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TalkTalk Cyber Attacks

What has happened?

Thursday 22nd October TalkTalk announced it had suffered a severe cyber attack compromising the personal details of up to four million customers.

The company first indicated that the "sustained" attack was a distributed denial of service attack (DDoS). A DDoS attack is where a website is bombarded with waves of traffic that keep the servers so busy they are unable to handle “normal” requests.

That did not seem to explain the loss of data. Later TalkTalk released that there had also been a second attack hidden by the DDoS. This penetration attack is known as an SQL injection, it allows hackers gain access to a database by entering instructions in a web form.

By Friday, the head of TalkTalk Dido Harding received a ransom email from a suspected Russian-Jihadist group demanding money to stop the attacks.

TalkTalk have said that up to four million customers personal and banking information may have been accessed in the attack.  Some of the information, not all of which was encrypted, that may have been compromised include:

• Names and addresses
• Dates of birth
• Email Addresses
• Telephone Numbers
• TalkTalk account information
• Credit card and bank details

UPDATE: TalkTalk have said on Monday that the attack was not as bad as they first feared and mainly the attack was aimed at their public-facing website and not its core systems. Dido Harding has said, “The financial information they have on its own is not enough for them to access your bank account." 

Even though the hackers may not have the information required to directly access your bank accounts this information is still useful in the right hands.

What you can do to help protect yourself?

Phishing Calls
A phishing call is when someone claiming to work for your bank, TalkTalk or another company contacts you and tries to gain additional information such as banking passwords or transaction details.
Even though the hackers who attacked TalkTalk did not gain access to enough information to access bank accounts directly, the information they may have gathered can be used to fool people into believing they are TalkTalk or worse your bank.
• Be aware of any telephone calls claiming to be TalkTalk or your bank, especially if they are asking you for private information.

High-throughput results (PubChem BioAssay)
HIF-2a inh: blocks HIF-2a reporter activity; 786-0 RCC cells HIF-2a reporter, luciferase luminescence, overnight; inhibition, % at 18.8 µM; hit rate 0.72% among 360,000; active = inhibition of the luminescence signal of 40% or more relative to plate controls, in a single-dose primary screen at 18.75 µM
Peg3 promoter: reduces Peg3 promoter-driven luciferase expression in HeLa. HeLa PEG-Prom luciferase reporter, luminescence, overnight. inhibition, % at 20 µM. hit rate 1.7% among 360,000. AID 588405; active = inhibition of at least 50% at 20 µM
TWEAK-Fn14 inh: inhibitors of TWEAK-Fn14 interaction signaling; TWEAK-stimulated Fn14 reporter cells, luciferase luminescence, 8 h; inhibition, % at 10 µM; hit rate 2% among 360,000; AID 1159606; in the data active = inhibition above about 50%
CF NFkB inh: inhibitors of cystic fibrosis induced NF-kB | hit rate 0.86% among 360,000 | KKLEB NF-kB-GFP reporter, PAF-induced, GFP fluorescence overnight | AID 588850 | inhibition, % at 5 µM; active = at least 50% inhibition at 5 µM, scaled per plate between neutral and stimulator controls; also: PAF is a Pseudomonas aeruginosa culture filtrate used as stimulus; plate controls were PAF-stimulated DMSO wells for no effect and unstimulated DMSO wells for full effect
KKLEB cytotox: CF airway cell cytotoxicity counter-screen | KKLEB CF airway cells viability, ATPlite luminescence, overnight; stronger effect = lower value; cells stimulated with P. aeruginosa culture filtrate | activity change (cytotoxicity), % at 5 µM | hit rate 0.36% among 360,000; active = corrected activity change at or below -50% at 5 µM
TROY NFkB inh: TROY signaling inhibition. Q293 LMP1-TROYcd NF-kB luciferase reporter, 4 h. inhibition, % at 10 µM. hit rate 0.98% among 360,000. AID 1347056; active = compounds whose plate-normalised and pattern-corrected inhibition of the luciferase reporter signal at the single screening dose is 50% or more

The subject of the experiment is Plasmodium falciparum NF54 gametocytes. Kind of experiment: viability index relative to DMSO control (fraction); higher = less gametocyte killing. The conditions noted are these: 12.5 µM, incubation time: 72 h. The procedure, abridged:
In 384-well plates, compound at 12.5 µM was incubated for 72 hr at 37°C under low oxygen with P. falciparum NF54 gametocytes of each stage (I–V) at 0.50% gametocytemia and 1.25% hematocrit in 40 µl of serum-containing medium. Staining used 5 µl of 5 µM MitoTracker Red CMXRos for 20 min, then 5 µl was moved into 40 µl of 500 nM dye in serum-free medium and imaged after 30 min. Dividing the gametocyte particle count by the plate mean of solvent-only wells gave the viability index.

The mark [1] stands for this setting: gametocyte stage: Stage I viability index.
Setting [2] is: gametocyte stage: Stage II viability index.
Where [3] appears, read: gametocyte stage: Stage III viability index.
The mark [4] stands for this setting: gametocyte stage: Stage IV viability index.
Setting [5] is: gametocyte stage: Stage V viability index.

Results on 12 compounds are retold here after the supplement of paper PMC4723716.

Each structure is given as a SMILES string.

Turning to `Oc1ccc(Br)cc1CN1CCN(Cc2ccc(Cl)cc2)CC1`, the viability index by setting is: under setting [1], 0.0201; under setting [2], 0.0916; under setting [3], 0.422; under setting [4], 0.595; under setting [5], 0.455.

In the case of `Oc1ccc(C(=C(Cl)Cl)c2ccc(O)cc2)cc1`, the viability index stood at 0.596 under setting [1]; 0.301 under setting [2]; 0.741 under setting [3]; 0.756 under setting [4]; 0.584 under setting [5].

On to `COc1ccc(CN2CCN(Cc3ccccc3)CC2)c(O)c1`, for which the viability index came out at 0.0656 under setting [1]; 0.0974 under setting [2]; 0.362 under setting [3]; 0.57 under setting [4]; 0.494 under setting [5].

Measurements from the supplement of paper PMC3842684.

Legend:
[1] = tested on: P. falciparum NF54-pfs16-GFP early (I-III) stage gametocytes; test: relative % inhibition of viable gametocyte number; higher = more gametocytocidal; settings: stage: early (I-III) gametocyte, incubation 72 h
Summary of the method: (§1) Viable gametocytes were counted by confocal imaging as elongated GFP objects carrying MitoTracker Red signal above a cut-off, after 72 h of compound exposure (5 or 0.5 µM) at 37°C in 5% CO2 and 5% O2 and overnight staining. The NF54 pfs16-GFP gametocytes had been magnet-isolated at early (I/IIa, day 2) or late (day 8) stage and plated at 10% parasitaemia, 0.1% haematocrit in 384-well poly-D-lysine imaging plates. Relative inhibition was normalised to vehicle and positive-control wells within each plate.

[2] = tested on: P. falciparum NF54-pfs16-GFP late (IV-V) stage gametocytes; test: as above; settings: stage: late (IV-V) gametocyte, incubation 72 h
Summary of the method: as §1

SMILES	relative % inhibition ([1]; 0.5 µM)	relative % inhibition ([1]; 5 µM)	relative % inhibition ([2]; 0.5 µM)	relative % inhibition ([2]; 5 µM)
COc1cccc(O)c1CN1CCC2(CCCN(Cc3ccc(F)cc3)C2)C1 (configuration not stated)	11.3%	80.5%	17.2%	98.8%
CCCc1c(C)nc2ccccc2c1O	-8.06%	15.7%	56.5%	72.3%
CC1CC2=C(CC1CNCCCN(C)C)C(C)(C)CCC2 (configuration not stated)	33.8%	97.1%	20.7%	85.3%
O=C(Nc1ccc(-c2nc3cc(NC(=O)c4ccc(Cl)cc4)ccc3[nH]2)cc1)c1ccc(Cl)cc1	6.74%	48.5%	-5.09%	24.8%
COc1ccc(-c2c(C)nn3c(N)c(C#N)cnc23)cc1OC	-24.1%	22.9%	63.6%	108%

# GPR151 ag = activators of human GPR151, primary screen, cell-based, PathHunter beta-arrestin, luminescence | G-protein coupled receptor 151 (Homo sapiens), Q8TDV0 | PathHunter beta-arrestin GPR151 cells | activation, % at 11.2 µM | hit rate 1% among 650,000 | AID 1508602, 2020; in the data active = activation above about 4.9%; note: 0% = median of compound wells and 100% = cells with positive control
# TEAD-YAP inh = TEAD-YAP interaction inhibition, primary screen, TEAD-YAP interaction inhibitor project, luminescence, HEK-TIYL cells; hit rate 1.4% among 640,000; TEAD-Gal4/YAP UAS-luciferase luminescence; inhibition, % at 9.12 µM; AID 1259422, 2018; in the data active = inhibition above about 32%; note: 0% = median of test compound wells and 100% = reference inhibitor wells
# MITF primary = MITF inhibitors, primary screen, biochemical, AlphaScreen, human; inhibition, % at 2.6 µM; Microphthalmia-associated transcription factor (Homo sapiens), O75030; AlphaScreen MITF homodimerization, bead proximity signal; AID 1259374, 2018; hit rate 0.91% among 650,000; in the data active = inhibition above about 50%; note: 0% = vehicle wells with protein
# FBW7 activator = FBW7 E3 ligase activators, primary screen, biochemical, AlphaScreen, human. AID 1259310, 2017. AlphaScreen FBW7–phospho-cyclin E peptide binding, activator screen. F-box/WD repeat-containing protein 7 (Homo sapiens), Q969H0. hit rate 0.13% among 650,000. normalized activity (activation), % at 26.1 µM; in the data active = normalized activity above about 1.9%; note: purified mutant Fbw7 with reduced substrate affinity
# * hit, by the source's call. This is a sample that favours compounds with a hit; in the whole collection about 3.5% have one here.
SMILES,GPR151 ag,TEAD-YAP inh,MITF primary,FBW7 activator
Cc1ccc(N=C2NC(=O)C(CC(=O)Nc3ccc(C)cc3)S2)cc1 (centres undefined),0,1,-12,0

• If in doubt ask for a reference number and call the organisation back making sure you use the number you know or that you have searched for online. Do NOT use any phone number provided during the call without checking it first.

Phishing Emails
Hackers can send very convincing emails that look like they are from TalkTalk and instead are trying to get more information from you. Usually these emails consist of a link that will take you to a very legitimate looking website that will ask you for login details, do not enter them, this is the attackers trying to gain more information from you.
• The best way to avoid this is to go to the website directly or contact customer service and ask whether they sent an email.

Monitor Bank Accounts
Although this is a tiresome task to do, it is the quickest way to spot if your bank account has been accessed.
• Look through recent transactions for any payments you don’t recognise no matter how small.
If you spot any unusual activity contact your bank.

Changing and reusing passwords
TalkTalk is advising their customers to change their account passwords, especially if you use the same password across multiple accounts. Hackers may have harvested usernames, emails and passwords from TalkTalk which could be used to access other accounts and services.

Changing and reusing passwords
TalkTalk is advising their customers to change their account passwords, especially if you use the same password across multiple accounts. Hackers may have harvested usernames, emails and passwords from TalkTalk which could be used to access other accounts and services.
• Change your TalkTalk password.
• Change your email password – even if it’s not the same as TalkTalk, your mailbox is usually the place where your other accounts contact you with links to change passwords.
• Change the password on every other account that uses the same password as your TalkTalk account e.g. banks, online shopping, social media.
Security experts recommend using a different, secure password for each account. For more information read our article on Secure Passwords

References:
http://www.bbc.co.uk/news/uk-34615226
http://www.bbc.co.uk/news/technology-34615692
http://www.wired.co.uk/news/archive/2015-10/26/talktalk-cyber-attack-hack-update

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